Political and social advocates often grouse in common frustration while watching TV or reading the paper; they’ll recognize one of their opponents, and the advocate will slap his hand on his forehead and moan to the TV or newspaper, “Why did you talk to that guy?”
It doesn’t matter what the issue is or what side you’re on – you could be against abortion, or in favor of birth control, or worried about global warming – inevitably there will come a time when the media will look for someone to argue against your point of view and come up with a self-proclaimed expert known for making provocative statements.
The problem is these aren’t real experts and they bring false balance to a story.
This month, the Gay & Lesbian Alliance Against Defamation (GLAAD) came up with a response for frustrated gay rights advocates: the Commentator Accountability Project.
The concept is amazingly simple. GLAAD has assembled a list of 36 commentators who are frequently called upon to offer the other side of the story on gay rights issues from military service to marriage. With each name and photo is a list of partial quotes and links. A quick scan of the material gives the user a primer in the most radical statements the commentator has made.
This is not a blacklist, said Aaron McQuade, director of news and field media for GLAAD, although that’s exactly how critics interpret it. Instead, McQuade calls it a resource for harried producers and reporters. He wants to help them vet their sources, so they know what they are getting into.
McQuade sees two big problems with the commentators on his list. Sometimes they lack any experience that would make them an expert. But more harmful, he says, are the commentators who offer up borderline hate speech to a sympathetic audience, then go on mainstream cable television and tone down their comments for a more diverse audience.
“If you are going to offer vile, hateful rhetoric in one forum, then show up on MSNBC as a scholarly expert, we want the audience to know the full context of who you are,” he said. And he hopes that anchors and reporters will challenge such commentators on things they say in other forums.
One of the commentators on the list, Kevin McCullough, a syndicated radio host, told Politico GLAAD was trying to silence him.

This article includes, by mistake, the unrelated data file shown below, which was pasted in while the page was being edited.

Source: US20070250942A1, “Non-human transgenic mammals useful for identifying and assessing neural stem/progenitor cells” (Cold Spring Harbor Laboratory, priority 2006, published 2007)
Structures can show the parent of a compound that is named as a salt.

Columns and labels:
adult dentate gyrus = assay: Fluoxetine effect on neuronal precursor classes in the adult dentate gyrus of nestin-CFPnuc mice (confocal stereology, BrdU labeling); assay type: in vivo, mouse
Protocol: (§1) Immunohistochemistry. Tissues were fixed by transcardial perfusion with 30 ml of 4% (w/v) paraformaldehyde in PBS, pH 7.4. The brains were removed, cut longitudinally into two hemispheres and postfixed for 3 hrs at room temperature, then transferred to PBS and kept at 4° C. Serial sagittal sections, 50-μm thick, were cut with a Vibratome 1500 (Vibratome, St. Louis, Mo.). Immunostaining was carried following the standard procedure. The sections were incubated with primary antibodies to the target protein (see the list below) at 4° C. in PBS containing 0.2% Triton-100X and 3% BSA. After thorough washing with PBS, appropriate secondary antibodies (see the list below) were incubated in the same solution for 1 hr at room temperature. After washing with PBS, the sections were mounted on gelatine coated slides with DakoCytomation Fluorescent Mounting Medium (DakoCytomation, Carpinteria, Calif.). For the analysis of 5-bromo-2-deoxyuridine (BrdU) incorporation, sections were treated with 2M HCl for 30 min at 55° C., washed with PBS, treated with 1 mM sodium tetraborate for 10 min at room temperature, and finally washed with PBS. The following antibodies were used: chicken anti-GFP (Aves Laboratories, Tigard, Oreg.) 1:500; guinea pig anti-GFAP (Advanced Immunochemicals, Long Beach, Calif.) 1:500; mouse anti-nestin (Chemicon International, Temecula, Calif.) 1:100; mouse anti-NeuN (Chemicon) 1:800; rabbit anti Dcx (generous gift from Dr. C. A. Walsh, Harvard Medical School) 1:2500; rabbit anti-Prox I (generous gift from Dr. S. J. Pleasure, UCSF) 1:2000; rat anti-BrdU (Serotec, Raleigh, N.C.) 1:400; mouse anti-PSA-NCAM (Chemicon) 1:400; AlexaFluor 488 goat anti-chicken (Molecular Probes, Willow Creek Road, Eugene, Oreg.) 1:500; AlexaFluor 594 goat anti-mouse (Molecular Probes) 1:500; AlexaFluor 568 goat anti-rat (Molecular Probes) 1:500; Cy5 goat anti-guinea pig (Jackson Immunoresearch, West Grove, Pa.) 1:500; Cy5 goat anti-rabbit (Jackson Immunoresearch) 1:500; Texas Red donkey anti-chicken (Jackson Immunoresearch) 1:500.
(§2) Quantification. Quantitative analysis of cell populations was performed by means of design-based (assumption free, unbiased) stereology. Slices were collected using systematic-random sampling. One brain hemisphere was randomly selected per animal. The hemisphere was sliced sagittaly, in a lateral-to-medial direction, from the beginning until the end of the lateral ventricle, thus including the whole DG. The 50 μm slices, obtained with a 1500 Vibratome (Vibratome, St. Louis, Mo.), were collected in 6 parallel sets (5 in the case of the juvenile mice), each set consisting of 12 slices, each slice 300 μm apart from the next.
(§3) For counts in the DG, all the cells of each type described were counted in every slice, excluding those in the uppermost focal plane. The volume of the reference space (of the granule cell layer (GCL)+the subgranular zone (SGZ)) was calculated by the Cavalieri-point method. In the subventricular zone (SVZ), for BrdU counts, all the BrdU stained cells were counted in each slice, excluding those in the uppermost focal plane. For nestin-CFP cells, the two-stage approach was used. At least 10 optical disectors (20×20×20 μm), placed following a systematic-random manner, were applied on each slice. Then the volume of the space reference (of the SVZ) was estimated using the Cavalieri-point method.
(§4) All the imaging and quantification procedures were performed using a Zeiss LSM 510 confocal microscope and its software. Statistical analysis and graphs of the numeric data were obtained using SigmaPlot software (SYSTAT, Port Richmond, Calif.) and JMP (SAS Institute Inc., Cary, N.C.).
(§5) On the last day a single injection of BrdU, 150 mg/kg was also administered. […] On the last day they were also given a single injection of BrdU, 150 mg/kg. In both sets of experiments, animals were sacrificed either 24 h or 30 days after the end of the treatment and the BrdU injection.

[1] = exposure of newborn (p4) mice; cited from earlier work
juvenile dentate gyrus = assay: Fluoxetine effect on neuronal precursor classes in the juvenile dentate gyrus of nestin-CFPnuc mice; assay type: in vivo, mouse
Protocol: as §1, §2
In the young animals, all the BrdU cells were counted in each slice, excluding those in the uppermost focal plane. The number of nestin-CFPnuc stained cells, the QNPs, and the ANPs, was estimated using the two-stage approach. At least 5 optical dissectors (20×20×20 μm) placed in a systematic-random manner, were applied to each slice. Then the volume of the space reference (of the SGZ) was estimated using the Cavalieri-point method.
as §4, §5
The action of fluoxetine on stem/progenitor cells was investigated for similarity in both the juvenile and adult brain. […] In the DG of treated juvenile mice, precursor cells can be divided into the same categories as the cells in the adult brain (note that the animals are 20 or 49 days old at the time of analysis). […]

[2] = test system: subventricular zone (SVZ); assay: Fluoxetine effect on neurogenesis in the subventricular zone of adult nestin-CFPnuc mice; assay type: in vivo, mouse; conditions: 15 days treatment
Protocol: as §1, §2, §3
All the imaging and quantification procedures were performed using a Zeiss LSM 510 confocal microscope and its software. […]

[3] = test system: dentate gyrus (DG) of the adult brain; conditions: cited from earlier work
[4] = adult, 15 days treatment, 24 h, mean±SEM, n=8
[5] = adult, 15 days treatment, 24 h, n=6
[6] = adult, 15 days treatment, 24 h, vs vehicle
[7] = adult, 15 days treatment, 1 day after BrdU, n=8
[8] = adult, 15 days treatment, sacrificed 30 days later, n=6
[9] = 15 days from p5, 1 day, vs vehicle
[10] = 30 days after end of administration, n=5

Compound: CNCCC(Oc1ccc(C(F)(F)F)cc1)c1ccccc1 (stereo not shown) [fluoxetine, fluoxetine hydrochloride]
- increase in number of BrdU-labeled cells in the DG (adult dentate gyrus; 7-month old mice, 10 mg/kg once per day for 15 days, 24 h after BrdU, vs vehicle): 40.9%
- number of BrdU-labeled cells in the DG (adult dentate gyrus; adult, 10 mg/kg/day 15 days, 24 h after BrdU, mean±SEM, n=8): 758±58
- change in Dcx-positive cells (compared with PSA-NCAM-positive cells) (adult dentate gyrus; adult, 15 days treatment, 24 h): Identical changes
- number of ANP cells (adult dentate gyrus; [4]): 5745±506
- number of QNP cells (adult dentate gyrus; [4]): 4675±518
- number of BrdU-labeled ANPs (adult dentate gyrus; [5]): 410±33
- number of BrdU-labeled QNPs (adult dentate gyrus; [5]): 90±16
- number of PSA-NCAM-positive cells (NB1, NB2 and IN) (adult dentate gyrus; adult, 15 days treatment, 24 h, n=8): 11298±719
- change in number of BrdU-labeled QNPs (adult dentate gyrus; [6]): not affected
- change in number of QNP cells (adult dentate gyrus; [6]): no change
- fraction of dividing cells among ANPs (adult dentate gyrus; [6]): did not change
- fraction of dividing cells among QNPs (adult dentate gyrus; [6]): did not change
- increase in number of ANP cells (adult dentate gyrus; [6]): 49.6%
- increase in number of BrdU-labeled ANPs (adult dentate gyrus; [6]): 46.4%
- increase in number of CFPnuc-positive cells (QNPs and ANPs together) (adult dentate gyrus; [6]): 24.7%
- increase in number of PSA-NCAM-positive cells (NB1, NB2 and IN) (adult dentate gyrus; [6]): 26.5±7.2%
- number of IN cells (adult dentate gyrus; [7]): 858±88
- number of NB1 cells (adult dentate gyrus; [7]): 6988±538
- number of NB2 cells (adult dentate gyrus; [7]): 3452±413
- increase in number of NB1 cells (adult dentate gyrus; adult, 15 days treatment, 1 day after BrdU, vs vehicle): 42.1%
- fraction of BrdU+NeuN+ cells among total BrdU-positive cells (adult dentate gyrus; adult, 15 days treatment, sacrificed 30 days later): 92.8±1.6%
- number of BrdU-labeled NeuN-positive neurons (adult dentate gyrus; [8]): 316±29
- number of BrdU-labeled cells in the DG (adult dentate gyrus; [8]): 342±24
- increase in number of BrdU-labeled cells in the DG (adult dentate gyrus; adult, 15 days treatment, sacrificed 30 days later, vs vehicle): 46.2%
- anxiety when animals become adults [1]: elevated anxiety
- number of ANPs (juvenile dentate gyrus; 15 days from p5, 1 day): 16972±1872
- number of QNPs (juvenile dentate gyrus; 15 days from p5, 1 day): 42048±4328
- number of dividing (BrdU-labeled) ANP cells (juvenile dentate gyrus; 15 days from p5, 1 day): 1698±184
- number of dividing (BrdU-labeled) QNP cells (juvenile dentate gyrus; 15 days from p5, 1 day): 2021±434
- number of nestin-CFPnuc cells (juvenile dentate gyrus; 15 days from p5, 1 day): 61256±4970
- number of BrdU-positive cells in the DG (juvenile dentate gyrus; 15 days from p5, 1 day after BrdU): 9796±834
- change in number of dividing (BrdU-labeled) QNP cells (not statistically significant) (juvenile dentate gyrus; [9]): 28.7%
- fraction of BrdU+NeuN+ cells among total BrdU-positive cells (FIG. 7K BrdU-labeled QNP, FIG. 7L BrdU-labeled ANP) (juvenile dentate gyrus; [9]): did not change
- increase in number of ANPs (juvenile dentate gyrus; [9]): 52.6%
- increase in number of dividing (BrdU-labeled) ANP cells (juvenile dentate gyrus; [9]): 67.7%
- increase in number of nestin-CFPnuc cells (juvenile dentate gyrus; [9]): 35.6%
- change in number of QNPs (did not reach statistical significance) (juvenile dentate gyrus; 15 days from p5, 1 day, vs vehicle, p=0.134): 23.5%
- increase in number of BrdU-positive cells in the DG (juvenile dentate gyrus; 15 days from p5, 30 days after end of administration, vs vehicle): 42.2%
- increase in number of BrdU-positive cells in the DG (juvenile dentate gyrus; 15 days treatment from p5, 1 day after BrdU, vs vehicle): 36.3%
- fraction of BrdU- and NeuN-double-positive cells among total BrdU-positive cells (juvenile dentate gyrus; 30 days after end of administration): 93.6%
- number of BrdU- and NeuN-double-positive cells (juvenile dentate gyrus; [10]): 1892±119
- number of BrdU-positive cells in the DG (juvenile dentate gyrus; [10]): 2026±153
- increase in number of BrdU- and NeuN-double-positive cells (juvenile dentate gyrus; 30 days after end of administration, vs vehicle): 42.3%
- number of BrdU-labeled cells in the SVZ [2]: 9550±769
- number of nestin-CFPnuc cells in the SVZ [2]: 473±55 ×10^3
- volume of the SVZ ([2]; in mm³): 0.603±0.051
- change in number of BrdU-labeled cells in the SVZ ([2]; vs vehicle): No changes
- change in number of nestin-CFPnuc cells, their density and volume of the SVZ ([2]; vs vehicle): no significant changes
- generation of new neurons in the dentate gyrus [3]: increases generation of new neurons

“I find it ironic that GLAAD’s exclusive goal in all of this seems to be the idea that shutting people’s voices down — who oppose them — will somehow make their arguments more sound,” he said.
Not true, says McQuade. “If anything, I’m trying to amplify his voice. I would like more people to know what he has said.”
Many of the profiles link commentators to illogical arguments, but not all do. Alan Chambers appears early in the alphabetical list. He’s head of Exodus, a Christian organization that teaches gay and lesbian men and women to live a straight life. Here’s GLAAD’s Accoutability entry:
- Now identifies as a so-called “ex-gay.” Recalling his youth: “I was a teenager, you know the bulk of my struggle was during my teenage years, from about 11 to 21 or so, and I understand feeling like the only way out is you kill yourself. In fact one of the things that made me want to die — was when I heard, there is no way out of this, this is your only option, there is no other choice, in fact there is no choice – you are who you are and that won’t ever change. And I thought, that can’t be the truth, and if it is, I can’t live this way.”
- “The people who are transgendered, the people who are in homosexuality, I would venture to say from personal experience that they’re not at peace,” he said, “and that true love isn’t able to be found in those types of relationships.”
While you could argue the accuracy of his generalizations, his rhetoric hardly approaches hate speech. With others, it’s pretty clear. Also on the list is Bryan Fischer, from the American Family Association. Here’s a portion of his entry:
- “Ladies and gentlemen, they [gay people] are Nazis (see video at :24). Do not be under any illusions about what homosexual activists will do with your freedoms and your religion if they have the opportunity. They’ll do the same thing to you that the Nazis did to their opponents in Nazi Germany.”
Of course, the danger is that journalists will use lists like this in the same way they would use a black list. If GLAAD is sincere about its intentions, the organization could add a short, instructional paragraph to the site, offering up some ideas about the best way to use the database. Because there is a range of egregiousness, such language would be helpful to journalists and to citizens who might come to the site looking for more information about a voice they heard. GLAAD also might include names of people who do “accurately represent the ‘other side’ of those issues,” as they say these commentators do not.